I think that for some time Trump was sold on this idea that the US needs to send more troops to Afghanistan and maintain a long-term presence in Afghanistan. This is a position that has been held by both McMaster and by Mattis, former military men, but I think that there also are very powerful factions in the White House led by Stephen Bannon and Jared Kushner who are isolationists and do not want the U.S. to be involved in foreign wars. I think that President Trump is now coming around to the latter point of view.
In terms of my own feeling for what should happen, my view is much different now than it would have been four or five years ago. While I do not support the idea of a very long term open-ended military commitment in Afghanistan, my view is that we should send several thousand more troops to Afghanistan to supplement the existing training mission. I call this sort of a status quo plus plan. I think it is worth one more attempt to try and get it right. But it also should involve a political strategy which is even more important than the military strategy. There need to be efforts to have a plan to engage and improve the capacity of the Afghan government to deliver and also a plan to really seriously pursue the idea of reconciliation between the Taliban and the Afghan government.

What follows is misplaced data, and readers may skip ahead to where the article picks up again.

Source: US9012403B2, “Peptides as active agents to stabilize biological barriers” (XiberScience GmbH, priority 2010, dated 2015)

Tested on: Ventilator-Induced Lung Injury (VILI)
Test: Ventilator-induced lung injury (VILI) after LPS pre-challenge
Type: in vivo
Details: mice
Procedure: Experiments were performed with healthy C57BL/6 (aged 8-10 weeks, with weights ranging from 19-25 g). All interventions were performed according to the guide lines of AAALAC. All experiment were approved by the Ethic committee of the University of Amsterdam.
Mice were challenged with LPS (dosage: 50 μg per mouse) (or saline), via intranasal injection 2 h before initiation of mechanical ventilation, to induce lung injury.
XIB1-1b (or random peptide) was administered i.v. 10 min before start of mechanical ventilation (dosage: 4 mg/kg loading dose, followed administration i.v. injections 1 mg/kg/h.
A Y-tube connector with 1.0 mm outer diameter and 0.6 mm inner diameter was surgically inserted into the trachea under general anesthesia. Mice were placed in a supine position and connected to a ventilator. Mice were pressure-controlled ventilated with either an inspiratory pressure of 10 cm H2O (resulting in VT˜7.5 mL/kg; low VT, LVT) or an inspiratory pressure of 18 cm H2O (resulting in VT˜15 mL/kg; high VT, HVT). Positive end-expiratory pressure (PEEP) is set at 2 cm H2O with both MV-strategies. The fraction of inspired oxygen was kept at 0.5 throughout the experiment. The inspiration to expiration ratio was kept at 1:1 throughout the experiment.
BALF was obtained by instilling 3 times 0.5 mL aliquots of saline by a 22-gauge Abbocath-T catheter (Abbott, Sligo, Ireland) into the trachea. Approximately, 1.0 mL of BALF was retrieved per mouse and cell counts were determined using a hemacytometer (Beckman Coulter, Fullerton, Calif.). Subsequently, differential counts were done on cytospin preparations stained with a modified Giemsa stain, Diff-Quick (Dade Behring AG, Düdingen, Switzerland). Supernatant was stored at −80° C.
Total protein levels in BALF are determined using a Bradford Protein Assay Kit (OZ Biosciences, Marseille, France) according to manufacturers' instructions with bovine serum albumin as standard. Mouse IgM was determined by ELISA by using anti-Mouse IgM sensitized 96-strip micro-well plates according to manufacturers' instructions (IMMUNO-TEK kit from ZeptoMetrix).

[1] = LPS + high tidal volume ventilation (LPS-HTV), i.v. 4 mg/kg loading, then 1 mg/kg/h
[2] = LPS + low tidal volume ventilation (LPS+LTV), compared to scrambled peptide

Najma: Recently at a seminar on Afghanistan at a US think tank, I heard several senior individuals who had been in government including Laurel Miller, the last US Special Rep for Afghanistan & Pakistan, arguing that we need to sit down and talk to the Taliban. Yet, the message that seems to be emanating from current Administration is that ‘no talks with Taliban’.
Michael: I am very skeptical about the idea of reconciliation and talking to the Taliban. However, I think that the U.S. should try to come up with a plan to bring the Taliban to the table, which I don’t really think it’s done before, to see what the options are for reconciliation. This does not have to necessarily involve the U.S. itself talking to the Taliban, but it could be a plan where other players; such as the Pakistanis, Chinese and certainly the Afghan government talk to the Taliban. Once again it’s worth trying just for the sake of doing it so that if the U.S. decides that it’s time to withdraw, they could say well we tried this best as we can and since it didn’t work we need to withdraw.
The Afghan government does not want the U.S. to withdraw. But even if the US were to withdraw, theoretically to meet the main Taliban precondition to talks. We still don’t know whether things would then move forward. The Afghan Taliban has never been involved in peace process so we don’t know whether we can trust them. When I talk about the need to think about developing a formal reconciliation plan; I think that plan would need to look into many types of contingency. There would need to be efforts made and studies done, which would involve talking to experts on the Taliban. Understanding as to how serious we could take that pledge by the Taliban, that if US troops were to withdraw, would the Taliban really talk or would it simply just laugh and you know chuckle about how silly and gullible the Americans and the foreigners are and then ramp up its fight in an even bigger way in which case it could overthrow the government in Kabul.